Great ideas for boosting gender diversity overshadowed by stagnant progress

The Tech Talent Charter concedes the road ahead is long, but data shows it’s getting longer

Gender diversity among UK tech firms dipped during 2019, according to the Tech Talent Charter (TTC), despite an increase in the ideas and initiatives aimed at raising the proportion of women holding technical roles.

Women held just 24% of tech roles among TTC signatories last year, a 2% dip against comparative figures from 2018, according to the organisation’s second annual benchmarking report. This decline can be attributed to a sharp reduction in the gender balance within micro-organisations.

While the proportion of women in small and large businesses saw an incremental rise, figures show a collapse of the proportion of women in tech roles within micro-organisations, from 53% in 2018 to 42% last year.

“The good news is that we’re still ahead of the game at 24% women,” the TTC’s CEO Debbie Forster told signatories at an event to mark the release of the organisation's latest benchmarking report. 

“It ain’t 50% so we’re not there yet, but we are on the way and we’re ahead of the game nationally so we can already feel pleased – but there’s lots to do.”

The second TTC report generates a mixed picture

Microbusinesses, which employ between one and nine employees, were heralded for leading the way after the release of TTC’s first benchmarking report last year, celebrating more than 50% female representation in tech roles.

Due to the size of these firms, however, staffing levels and the proportion of men versus women are likely to fluctuate more sharply than in larger companies.

The dip in the proportion of women in UK tech can also perhaps be attributed to an increase in the number of signatories to the TTC, rising from 280 to 300 over the course of 2019, and an expansion in the number of workers surveyed to 700,000.

Nevertheless, the organisation says gender diversity among its signatories is still much higher than across the wider UK economy, with 16% of women holding technical roles across businesses generally. 

Senior figures attending the TTC launch including its CEO Debbie Forster (centre-left) and Digital Secretary Baroness Nicky Morgan (centre-right)

Ignoring a disappointing drop in representation within micro-organisations, the picture is healthier for the wider business community. Small and large firms, in particular, saw their efforts render modest growth in gender diversity.

Small companies saw the sharpest rise in the proportion of women and those who identify as non-binary holding tech roles, from approximately 21% in 2018 to 30% last year, with even large companies experiencing a 5% rise from 19% to 24%. Figures among medium-sized companies remained stagnant, however, at 24% versus 23%.

These figures are reflected in data published in December 2019 that showed the proportion of women in STEM jobs has been flatlining since 2009. Figures from the WISE campaign showed that for 2019, the percentage of core-STEM roles filled by women declined slightly.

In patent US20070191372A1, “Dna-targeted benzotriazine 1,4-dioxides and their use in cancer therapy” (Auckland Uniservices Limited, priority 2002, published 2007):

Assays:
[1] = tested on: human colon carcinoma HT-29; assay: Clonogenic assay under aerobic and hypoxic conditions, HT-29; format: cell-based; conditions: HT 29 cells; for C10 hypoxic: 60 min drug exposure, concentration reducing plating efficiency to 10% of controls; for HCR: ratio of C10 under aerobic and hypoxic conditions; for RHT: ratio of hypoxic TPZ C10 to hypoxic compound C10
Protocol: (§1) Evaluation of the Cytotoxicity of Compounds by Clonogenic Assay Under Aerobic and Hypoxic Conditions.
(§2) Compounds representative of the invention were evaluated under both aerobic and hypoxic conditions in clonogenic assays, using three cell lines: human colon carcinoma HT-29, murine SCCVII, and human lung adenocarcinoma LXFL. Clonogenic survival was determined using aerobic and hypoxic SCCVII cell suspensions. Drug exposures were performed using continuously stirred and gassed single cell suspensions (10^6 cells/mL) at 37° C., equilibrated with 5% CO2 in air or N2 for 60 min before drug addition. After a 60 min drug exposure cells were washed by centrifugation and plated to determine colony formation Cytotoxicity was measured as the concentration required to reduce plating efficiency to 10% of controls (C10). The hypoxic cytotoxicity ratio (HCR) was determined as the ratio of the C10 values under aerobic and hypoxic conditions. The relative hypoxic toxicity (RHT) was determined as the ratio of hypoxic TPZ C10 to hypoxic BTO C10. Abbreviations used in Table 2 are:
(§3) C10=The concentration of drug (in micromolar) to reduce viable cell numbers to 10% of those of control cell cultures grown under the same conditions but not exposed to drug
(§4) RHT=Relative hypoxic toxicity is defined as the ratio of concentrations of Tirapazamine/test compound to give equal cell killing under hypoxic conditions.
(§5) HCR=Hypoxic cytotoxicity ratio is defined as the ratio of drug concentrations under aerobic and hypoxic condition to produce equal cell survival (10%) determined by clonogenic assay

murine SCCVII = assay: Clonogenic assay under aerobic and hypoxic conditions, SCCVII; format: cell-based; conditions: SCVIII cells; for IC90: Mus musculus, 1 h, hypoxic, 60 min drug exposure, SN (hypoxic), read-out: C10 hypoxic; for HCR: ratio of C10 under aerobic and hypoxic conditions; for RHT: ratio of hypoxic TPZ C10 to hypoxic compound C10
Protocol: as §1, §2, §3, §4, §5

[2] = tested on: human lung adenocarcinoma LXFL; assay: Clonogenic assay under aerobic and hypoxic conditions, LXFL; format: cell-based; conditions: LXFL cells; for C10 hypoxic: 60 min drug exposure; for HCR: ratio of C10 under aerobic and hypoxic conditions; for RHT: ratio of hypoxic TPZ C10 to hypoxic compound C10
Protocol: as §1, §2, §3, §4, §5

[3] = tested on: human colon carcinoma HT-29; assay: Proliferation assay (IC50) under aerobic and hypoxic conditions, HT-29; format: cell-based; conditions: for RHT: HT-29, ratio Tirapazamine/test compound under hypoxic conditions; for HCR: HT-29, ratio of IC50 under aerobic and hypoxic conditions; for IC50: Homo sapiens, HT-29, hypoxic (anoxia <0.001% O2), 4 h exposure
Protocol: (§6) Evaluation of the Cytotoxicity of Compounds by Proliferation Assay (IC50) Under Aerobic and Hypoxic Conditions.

Taking steps to boost diversity

Attendees from a wide range of businesses at the event also shared specific ideas and initiatives to boost gender diversity. 

While there is “no magic bullet”, schemes based on returners and retraining have proven very effective for firms that have adopted them, with 75% of these signatories boasting a higher than average degree of female representation. However, 49% of signatories have no such programmes in place and have no plans to change this.

Targets for women on interview shortlists was another recurring theme and has led to demonstrable success, although just 14% of signatories have taken up this particular measure and only a further 24% of signatories plan to introduce targets during 2020. 

“What was really exciting was to see the data bear out what we’ve been saying all along,” Forster continued. “[There’s a] positive correlation on having that diversity and inclusion policy, and a strategy – not just a piece of paper – but a strategy going through. 

“We talked a long time about setting targets around those diverse shortlists. The companies that are doing that are moving ahead. And the real game-changer, if you haven’t already [introduced them], are returns and retraining programmes.”

When it comes to specific strategies, the most successful, according to the report, are those based around education, spanning from mentoring to bias training. 

Running events has proven a success among some firms too, as has other companies changing their branding to be more gender-neutral. Rolling out flexible working policies, too, has encouraged a greater degree of gender diversity within organisations.

For Kirsty Keck, chief product owner for tech talent with Nationwide, efforts to eliminate unconscious biases have been ineffective because the overarching approach has been fundamentally misguided.

“There was a sense earlier on of fixing people, and actually it’s not about fixing people, it is fixing the system,” she said. “And that’s where we are at Nationwide, it’s the forensic approach, it’s anything and everything. Look at it, and look at ways of improving it.”

Nominet’s director of corporate affairs Elaine Quinn, meanwhile, advocated the benefits of drawing up targets for female inclusion in interview shortlists, adding while this has been difficult to implement, the rewards have been clear.

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